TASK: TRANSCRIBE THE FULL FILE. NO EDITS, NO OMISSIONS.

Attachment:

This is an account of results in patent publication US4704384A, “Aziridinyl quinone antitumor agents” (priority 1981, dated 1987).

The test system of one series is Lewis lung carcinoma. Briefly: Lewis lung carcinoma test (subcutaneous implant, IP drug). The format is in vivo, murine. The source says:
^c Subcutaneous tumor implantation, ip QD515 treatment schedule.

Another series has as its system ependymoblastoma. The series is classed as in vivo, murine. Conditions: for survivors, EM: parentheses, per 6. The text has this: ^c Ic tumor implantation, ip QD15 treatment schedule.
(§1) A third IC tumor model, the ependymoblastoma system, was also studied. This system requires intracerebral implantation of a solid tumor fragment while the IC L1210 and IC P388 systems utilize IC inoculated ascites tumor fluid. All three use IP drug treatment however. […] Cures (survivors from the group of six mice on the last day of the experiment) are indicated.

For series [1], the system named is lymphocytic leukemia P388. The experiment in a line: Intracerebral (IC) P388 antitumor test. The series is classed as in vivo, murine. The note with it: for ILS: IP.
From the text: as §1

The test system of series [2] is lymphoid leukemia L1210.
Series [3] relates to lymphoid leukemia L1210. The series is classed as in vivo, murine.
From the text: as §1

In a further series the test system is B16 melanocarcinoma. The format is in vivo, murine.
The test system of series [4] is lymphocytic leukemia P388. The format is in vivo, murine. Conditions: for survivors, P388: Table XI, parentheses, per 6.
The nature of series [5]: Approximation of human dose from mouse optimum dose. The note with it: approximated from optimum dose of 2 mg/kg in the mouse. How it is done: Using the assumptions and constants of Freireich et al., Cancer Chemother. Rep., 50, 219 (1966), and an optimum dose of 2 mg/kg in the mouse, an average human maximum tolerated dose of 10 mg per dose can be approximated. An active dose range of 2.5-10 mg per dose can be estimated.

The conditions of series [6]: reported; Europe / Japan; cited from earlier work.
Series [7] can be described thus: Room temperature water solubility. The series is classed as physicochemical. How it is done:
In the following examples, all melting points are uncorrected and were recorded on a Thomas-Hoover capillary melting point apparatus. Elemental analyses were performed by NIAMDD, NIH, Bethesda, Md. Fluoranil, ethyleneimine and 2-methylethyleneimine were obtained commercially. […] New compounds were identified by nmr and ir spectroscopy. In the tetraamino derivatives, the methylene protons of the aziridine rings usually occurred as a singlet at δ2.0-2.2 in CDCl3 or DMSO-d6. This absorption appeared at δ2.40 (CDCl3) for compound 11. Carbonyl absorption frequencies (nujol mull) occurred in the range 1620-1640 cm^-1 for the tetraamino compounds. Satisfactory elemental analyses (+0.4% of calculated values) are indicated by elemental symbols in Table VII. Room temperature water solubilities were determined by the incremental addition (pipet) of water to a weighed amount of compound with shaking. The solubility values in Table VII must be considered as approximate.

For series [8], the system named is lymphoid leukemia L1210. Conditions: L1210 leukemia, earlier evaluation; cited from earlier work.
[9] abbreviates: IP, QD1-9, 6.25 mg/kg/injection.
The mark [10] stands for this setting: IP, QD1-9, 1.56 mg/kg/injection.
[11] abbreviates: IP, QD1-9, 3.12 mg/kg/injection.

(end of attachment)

This is an account of results in patent publication US4704384A, “Aziridinyl quinone antitumor agents” (priority 1981, dated 1987).

The test system of one series is Lewis lung carcinoma. Briefly: Lewis lung carcinoma test (subcutaneous implant, IP drug). The format is in vivo, murine. The source says:
^c Subcutaneous tumor implantation, ip QD515 treatment schedule.

Another series has as its system ependymoblastoma. The series is classed as in vivo, murine. Conditions: for survivors, EM: parentheses, per 6. The text has this: ^c Ic tumor implantation, ip QD15 treatment schedule.
(§1) A third IC tumor model, the ependymoblastoma system, was also studied. This system requires intracerebral implantation of a solid tumor fragment while the IC L1210 and IC P388 systems utilize IC inoculated ascites tumor fluid. All three use IP drug treatment however. […] Cures (survivors from the group of six mice on the last day of the experiment) are indicated.

For series [1], the system named is lymphocytic leukemia P388. The experiment in a line: Intracerebral (IC) P388 antitumor test. The series is classed as in vivo, murine. The note with it: for ILS: IP.
From the text: as §1

The test system of series [2] is lymphoid leukemia L1210.
Series [3] relates to lymphoid leukemia L1210. The series is classed as in vivo, murine.
From the text: as §1

In a further series the test system is B16 melanocarcinoma. The format is in vivo, murine.
The test system of series [4] is lymphocytic leukemia P388. The format is in vivo, murine. Conditions: for survivors, P388: Table XI, parentheses, per 6.
The nature of series [5]: Approximation of human dose from mouse optimum dose. The note with it: approximated from optimum dose of 2 mg/kg in the mouse. How it is done: Using the assumptions and constants of Freireich et al., Cancer Chemother. Rep., 50, 219 (1966), and an optimum dose of 2 mg/kg in the mouse, an average human maximum tolerated dose of 10 mg per dose can be approximated. An active dose range of 2.5-10 mg per dose can be estimated.

The conditions of series [6]: reported; Europe / Japan; cited from earlier work.
Series [7] can be described thus: Room temperature water solubility. The series is classed as physicochemical. How it is done:
In the following examples, all melting points are uncorrected and were recorded on a Thomas-Hoover capillary melting point apparatus. Elemental analyses were performed by NIAMDD, NIH, Bethesda, Md. Fluoranil, ethyleneimine and 2-methylethyleneimine were obtained commercially. […] New compounds were identified by nmr and ir spectroscopy. In the tetraamino derivatives, the methylene protons of the aziridine rings usually occurred as a singlet at δ2.0-2.2 in CDCl3 or DMSO-d6. This absorption appeared at δ2.40 (CDCl3) for compound 11. Carbonyl absorption frequencies (nujol mull) occurred in the range 1620-1640 cm^-1 for the tetraamino compounds. Satisfactory elemental analyses (+0.4% of calculated values) are indicated by elemental symbols in Table VII. Room temperature water solubilities were determined by the incremental addition (pipet) of water to a weighed amount of compound with shaking. The solubility values in Table VII must be considered as approximate.

For series [8], the system named is lymphoid leukemia L1210. Conditions: L1210 leukemia, earlier evaluation; cited from earlier work.
[9] abbreviates: IP, QD1-9, 6.25 mg/kg/injection.
The mark [10] stands for this setting: IP, QD1-9, 1.56 mg/kg/injection.
[11] abbreviates: IP, QD1-9, 3.12 mg/kg/injection.